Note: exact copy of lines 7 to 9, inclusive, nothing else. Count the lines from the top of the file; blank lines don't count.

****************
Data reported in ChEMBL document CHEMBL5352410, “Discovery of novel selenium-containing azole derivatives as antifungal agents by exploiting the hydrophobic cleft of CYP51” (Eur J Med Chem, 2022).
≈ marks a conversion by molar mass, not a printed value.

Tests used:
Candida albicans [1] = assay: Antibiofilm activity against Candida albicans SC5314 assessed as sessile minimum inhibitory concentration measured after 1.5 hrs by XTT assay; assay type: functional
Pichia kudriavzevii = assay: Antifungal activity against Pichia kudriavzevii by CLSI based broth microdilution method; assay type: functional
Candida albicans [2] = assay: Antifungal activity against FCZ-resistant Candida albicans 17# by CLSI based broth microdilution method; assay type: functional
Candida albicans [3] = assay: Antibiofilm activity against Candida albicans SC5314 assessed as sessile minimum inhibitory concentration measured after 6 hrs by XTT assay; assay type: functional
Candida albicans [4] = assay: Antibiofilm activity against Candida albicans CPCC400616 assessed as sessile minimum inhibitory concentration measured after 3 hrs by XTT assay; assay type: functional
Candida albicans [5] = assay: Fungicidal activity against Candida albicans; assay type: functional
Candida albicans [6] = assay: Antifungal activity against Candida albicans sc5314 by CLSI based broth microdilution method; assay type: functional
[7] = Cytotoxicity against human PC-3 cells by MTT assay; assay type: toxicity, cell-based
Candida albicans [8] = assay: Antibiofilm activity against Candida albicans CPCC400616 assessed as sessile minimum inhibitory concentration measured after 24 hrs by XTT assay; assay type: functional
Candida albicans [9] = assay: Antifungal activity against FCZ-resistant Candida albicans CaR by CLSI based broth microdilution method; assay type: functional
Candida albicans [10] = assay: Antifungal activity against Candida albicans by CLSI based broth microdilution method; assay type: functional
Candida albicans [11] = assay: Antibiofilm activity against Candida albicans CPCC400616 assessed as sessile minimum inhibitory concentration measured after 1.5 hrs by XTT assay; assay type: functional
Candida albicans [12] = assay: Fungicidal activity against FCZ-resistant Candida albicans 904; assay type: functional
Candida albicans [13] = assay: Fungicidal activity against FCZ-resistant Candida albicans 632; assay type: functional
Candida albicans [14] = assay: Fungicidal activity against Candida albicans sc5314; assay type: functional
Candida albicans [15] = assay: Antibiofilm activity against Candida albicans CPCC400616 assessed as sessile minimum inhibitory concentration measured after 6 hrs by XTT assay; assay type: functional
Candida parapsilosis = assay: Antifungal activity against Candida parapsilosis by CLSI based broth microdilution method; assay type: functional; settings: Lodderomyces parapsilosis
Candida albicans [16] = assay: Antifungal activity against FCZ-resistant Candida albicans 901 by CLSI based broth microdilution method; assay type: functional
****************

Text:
Candida albicans [3] = assay: Antibiofilm activity against Candida albicans SC5314 assessed as sessile minimum inhibitory concentration measured after 6 hrs by XTT assay; assay type: functional
Candida albicans [4] = assay: Antibiofilm activity against Candida albicans CPCC400616 assessed as sessile minimum inhibitory concentration measured after 3 hrs by XTT assay; assay type: functional
Candida albicans [5] = assay: Fungicidal activity against Candida albicans; assay type: functional